I like priests. I just wish their homilies were shorter.
We all go through different seasons in our faith, and in each we see that faith, and its practice, differently. There have been times when I went to Mass looking for insight, looking for an idea or a clarification that might help my faith survive the assaults of doubt and difficulty for another week. There have been times when I would go for an hour of peace, or for the people I knew would be there, or even simply to be seen.
Now, I go to Mass with my wife and our 1-year-old. It is a huge hassle to squeeze it in between naps, but we go, not always knowing why. I am grateful that we do, mostly, and the kid sometimes seems to love at least parts of it. But a few minutes into the homily, the squirming can become especially intense. Among the various churches we have visited in his early and so far well-traveled life, I have frequently wondered whether maybe priests should talk less.
On Christmas Eve, at the church we attended in Columbus, Ohio, we experienced this kind of mercy. The priest, an elderly man I have come to know, a man of many ideas, got up after the Gospel reading and offered only one lovely idea—a couple of minutes, max, an observation that even though we celebrate Jesus’ birthday each year the Christ child remains eternally young. Then he stepped back and got right on with the Creed.
That reminded me of the weekday Mass homilies, and often the Sunday ones, too, given by the priest who baptized me in college. They were of the same character: Just a seed. He left it to us and God and time to do the tending. These men are good priests. They have a lot to say; have a meal with them, and you hear it. But at Mass they’re different.
Normally, at the various parishes I stumble through these days, I am used to a different formula. The homily begins with some story from the priest’s life, usually one you have already heard if you’ve been going a few months or years, and probably one based on circumstances pretty unlike the lives of most people in the pews—because priests choose to lead unusual kinds of lives. Yet the story is somehow supposed to make the whole thing more relatable. Then, more or less successfully, he finds a way to connect his story with the Gospel reading, or one of the other readings at least. Finally, there comes some kind of practical encouragement or instruction, which may or may not have anything to do with one’s life or needs at that given point.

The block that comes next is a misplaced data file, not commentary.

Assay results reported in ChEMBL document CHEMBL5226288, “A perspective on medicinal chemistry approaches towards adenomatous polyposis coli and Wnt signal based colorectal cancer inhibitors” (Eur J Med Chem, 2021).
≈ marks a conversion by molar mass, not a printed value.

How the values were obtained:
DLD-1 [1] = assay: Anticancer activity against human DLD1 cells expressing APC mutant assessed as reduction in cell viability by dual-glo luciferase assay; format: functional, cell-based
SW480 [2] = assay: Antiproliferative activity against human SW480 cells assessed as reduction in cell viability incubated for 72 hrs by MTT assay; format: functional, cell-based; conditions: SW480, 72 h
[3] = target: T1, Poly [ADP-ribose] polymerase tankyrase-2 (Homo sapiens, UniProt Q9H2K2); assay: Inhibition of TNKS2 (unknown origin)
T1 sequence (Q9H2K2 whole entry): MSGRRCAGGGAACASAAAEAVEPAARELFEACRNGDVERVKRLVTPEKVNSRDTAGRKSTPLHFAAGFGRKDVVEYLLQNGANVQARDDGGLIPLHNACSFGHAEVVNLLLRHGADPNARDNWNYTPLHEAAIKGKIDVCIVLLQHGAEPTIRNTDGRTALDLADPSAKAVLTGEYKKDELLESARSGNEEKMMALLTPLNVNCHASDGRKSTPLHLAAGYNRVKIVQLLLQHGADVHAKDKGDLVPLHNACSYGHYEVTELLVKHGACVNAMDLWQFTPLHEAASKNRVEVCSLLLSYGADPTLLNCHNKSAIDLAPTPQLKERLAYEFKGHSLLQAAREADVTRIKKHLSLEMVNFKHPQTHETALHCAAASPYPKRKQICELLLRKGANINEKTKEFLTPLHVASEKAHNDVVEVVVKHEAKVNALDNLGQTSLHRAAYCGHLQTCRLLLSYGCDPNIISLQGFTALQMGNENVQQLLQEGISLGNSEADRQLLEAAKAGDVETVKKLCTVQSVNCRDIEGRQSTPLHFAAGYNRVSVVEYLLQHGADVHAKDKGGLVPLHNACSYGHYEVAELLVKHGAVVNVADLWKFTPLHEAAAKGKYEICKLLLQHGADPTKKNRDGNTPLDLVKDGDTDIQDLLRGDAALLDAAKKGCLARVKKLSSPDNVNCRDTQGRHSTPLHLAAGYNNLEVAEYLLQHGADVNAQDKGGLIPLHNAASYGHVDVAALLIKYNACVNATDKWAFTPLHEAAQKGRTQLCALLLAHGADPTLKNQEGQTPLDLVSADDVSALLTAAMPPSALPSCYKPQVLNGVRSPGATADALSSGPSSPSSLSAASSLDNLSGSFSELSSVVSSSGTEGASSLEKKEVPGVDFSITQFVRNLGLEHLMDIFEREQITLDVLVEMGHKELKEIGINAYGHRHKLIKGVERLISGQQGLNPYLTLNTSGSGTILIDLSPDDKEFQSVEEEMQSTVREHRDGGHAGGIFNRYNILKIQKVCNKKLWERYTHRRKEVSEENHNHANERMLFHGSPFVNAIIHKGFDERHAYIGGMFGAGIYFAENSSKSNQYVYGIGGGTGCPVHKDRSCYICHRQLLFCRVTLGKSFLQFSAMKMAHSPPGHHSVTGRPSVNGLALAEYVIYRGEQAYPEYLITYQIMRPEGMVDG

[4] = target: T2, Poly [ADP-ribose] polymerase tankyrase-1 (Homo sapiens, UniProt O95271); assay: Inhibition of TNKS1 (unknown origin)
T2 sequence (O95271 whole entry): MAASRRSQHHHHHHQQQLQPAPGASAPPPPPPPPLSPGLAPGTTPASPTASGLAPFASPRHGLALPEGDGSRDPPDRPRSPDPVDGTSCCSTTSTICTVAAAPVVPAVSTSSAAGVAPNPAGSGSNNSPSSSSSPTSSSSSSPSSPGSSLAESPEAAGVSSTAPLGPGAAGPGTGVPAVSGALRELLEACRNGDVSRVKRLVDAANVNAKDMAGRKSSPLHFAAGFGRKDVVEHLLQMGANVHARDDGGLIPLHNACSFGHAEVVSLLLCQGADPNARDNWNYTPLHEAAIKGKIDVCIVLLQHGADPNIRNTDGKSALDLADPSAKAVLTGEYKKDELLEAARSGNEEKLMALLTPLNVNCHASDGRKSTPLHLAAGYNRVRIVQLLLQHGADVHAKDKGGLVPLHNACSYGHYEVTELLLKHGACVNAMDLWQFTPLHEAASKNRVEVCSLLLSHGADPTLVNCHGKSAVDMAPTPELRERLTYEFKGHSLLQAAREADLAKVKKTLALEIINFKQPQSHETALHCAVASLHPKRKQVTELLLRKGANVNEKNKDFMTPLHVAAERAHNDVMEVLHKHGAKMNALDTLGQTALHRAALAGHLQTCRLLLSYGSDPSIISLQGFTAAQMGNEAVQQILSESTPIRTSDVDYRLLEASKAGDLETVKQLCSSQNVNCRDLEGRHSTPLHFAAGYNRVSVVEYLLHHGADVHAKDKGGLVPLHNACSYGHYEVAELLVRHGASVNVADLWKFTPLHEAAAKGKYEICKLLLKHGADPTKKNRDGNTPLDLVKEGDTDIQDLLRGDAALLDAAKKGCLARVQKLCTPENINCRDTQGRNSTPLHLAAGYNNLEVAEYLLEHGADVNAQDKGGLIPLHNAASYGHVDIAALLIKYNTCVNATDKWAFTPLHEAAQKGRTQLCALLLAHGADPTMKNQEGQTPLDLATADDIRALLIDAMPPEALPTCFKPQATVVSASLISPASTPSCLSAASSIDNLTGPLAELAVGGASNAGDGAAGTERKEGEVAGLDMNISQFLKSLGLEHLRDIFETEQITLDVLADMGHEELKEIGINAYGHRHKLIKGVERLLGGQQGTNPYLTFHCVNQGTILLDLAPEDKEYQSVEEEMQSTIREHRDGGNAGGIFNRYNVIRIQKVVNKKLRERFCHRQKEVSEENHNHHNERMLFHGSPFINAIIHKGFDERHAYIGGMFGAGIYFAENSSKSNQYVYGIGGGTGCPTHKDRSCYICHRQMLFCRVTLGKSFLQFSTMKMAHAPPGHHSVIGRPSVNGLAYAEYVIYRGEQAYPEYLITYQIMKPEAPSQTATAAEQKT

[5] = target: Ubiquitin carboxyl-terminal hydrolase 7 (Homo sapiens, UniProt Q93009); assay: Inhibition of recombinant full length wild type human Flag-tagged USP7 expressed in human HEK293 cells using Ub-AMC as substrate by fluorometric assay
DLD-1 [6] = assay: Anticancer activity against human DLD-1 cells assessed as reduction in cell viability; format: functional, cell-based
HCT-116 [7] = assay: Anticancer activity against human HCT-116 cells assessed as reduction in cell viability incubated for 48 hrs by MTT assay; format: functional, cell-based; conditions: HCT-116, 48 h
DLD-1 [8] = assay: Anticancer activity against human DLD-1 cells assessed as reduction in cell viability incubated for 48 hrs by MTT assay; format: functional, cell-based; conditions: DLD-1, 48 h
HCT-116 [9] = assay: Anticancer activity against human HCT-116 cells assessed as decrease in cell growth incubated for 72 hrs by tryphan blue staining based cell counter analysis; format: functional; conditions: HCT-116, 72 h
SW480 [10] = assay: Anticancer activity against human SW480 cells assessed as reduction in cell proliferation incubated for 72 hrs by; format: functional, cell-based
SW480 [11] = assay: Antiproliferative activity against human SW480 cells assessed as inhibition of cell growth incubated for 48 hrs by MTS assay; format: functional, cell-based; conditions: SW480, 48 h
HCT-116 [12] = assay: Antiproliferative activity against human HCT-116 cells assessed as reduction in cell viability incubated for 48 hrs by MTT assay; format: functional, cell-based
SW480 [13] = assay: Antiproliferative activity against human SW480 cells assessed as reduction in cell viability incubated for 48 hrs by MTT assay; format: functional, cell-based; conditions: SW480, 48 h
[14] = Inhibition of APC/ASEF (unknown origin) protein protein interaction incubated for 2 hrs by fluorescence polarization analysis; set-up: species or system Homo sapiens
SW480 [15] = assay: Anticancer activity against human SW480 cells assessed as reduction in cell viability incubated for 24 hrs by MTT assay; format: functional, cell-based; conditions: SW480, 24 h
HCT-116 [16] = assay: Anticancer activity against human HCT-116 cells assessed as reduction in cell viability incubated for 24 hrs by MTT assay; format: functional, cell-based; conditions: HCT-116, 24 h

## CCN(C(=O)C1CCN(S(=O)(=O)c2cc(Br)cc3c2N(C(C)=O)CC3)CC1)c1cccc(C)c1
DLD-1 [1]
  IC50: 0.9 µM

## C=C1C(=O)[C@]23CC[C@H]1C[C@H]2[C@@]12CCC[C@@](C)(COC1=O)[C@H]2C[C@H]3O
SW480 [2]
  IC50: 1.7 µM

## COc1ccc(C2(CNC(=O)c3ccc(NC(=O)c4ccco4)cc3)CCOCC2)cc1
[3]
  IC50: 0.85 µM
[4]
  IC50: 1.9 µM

I get it. The idea is to make the homily more down-to-earth, more human, more in the trenches of the everyday. I appreciate that. But I suspect this familiar formula is at least in part an inappropriate imitation of Protestant preaching, in which the sermon is a service’s main content and event, in which the Word is only a text, not flesh. I do not think that is true for Catholics. For us, the Eucharist is the main event, and the Mass is a journey by which the community makes its way there. In that context—especially at a beautiful evening candlelight Mass—the homily risks charging in as an interruption. It risks getting in the way of Christ.
I like priests. Several of them have guided me to drastically change my life. I like learning from them, and I appreciate the treasure in their training and their ways of life. But I worry priests sometimes take on too much—as C.E.O.’s, as officiants, as psychologists, as poets, as memoirists. They simply do not need to be all those things, especially when there are people in the community who can do those things better. Priests have a glorious ministry, in offering the sacrifice and shepherding the flock, but good shepherds tend to guide gently. The sheep (as this particular metaphor regards the rest of us) mostly know where they need to go.
This is especially the case in the middle of an ancient, familiar, theatrical, sacramental journey like the Mass. What we do teaches us at least as much as anything that is said. By that logic, of course, sometimes a long and dense homily makes sense—such as in Masses orchestrated to hit more verbal or intellectual registers. Maybe, in the midst of some particular crisis or challenge confronting the community, it is worth the risk of offering more because people need more. Like any performance and gift, it is all about context. But on the whole, I suspect many priests might benefit from taking on less. Keep it short, enough to offer just a single, simple insight. Retain the rhythm of the rest of the Mass—don’t interrupt. When more needs to be said, invite other voices to participate, emphasizing that we share the Mass as a community.
Some communities send children away for part or all of Mass. That’s tempting. But another part of me trusts my kid’s squirms. There is something not right when a baby is not following the action in awe. And it’s rough on the parents. Help us out.